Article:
For a brief overview of the GBR (Grameen Bank Replication) methodology and its use by NWTF/Project Dungganon, see here.
Microfinance institutions (MFIs) are often affiliated with larger networks, which help to secure funding, offer back-office services, and provide an operations model. These organizations – Grameen Foundation, FINCA, Accion International, and World Vision, to name a few – partner with MFIs across the world to replicate the model, be it village banking, the Grameen model, or another. These networks span countries and continents, and operate as umbrella organizations for the global microfinance community.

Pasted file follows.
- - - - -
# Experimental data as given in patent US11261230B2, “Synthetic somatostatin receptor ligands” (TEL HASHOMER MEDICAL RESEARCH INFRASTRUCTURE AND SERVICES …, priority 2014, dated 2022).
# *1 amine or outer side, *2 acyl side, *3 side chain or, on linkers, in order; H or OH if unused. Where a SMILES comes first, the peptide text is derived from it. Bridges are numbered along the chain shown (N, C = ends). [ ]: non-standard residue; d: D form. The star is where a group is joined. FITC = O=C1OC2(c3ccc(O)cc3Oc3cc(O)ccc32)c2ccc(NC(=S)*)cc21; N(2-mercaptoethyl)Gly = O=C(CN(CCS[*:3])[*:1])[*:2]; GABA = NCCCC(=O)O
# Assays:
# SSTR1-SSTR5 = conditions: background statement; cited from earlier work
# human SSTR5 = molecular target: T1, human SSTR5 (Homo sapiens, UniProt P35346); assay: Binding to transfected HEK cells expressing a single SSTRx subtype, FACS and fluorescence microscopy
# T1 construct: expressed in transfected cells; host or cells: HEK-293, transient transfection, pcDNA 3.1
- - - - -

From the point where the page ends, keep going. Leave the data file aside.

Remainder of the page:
Negros Women for Tomorrow Foundation (NWTF) is affiliated with Grameen Bank. Its founder, president, and CEO, Dr. Cecilia del Castillo, received her doctorate in psychology in the United States before returning to the Philippines to create an NGO that would serve women in her native island of Negros Occidental. A meeting with Muhammad Yunus convinced her to found NWTF in 1984, with the goal to “help women achieve self-sufficiency and self-reliance, particularly in Negros Occidental’s low-income and depressed urban and rural communities.” In 1989, NWTF introduced Project Dungganon (“honorable”) and Dungganon Bank Inc., NWTF’s traditional microcredit lending program, which most people associate with microfinance. (In reality, microfinance describes a much larger suite of financial services, including savings accounts, insurance, and rural energy delivery, capital equipment assistance, and personal loans, but that is for another post). Continue reading